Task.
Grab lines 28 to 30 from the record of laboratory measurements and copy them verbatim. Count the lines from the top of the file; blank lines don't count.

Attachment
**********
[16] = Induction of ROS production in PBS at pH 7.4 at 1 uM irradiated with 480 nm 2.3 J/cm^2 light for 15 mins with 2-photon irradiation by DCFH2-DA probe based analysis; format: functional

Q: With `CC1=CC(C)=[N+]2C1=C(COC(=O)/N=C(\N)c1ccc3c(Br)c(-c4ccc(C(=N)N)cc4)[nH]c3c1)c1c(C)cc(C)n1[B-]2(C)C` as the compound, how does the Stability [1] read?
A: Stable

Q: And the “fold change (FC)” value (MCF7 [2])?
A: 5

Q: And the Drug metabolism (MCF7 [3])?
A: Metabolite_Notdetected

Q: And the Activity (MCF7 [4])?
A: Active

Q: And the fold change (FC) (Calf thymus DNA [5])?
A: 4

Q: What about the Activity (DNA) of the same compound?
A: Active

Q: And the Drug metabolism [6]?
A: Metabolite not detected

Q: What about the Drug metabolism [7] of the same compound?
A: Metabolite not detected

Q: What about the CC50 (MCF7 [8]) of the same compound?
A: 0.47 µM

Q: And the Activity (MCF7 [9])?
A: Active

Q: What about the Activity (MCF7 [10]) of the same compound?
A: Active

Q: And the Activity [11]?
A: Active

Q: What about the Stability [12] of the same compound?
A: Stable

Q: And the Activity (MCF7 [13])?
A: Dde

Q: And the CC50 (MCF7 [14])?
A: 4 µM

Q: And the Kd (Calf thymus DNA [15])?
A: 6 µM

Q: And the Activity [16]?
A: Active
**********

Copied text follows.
Q: And the Activity (MCF7 [13])?
A: Dde

Q: And the CC50 (MCF7 [14])?